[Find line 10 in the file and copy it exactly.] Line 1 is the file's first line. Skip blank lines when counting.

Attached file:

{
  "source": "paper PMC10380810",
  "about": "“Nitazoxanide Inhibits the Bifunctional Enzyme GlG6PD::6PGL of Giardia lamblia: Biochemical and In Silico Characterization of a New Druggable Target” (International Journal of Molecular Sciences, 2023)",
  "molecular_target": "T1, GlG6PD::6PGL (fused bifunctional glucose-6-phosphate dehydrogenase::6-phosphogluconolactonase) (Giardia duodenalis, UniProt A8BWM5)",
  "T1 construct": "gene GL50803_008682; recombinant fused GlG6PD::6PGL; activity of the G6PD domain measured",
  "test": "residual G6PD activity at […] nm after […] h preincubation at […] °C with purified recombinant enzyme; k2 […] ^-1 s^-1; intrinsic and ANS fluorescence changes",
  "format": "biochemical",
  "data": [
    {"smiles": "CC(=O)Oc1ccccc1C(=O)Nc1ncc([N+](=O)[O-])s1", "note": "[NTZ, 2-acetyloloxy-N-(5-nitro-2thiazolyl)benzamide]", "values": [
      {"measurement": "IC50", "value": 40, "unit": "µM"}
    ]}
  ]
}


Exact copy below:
      {"measurement": "IC50", "value": 40, "unit": "µM"}